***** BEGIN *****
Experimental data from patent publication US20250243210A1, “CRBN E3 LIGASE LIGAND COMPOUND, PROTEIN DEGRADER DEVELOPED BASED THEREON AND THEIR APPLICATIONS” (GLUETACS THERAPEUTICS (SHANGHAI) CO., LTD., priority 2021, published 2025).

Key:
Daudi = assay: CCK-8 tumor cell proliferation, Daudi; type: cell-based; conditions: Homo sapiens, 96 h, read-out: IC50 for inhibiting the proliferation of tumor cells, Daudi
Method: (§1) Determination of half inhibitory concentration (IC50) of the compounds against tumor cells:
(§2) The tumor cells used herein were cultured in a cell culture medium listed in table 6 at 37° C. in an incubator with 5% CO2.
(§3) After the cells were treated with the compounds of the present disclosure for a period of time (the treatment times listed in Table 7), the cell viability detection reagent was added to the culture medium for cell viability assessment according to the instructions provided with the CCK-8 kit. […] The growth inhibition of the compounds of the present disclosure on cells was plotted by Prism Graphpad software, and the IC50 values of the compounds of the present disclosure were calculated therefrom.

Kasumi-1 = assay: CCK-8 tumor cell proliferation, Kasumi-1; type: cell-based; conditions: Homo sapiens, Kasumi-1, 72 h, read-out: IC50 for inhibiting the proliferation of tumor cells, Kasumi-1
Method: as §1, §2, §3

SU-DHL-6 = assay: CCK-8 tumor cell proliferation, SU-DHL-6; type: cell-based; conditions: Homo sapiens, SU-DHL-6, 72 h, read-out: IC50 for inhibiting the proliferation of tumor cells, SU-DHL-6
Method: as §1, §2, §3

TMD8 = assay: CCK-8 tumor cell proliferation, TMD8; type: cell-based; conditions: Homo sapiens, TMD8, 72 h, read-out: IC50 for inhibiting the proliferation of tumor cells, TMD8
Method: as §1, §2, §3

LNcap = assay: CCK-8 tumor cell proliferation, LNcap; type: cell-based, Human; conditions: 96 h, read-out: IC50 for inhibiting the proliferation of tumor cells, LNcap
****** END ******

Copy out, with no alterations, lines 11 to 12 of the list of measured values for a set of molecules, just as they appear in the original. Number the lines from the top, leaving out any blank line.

TMD8 = assay: CCK-8 tumor cell proliferation, TMD8; type: cell-based; conditions: Homo sapiens, TMD8, 72 h, read-out: IC50 for inhibiting the proliferation of tumor cells, TMD8
Method: as §1, §2, §3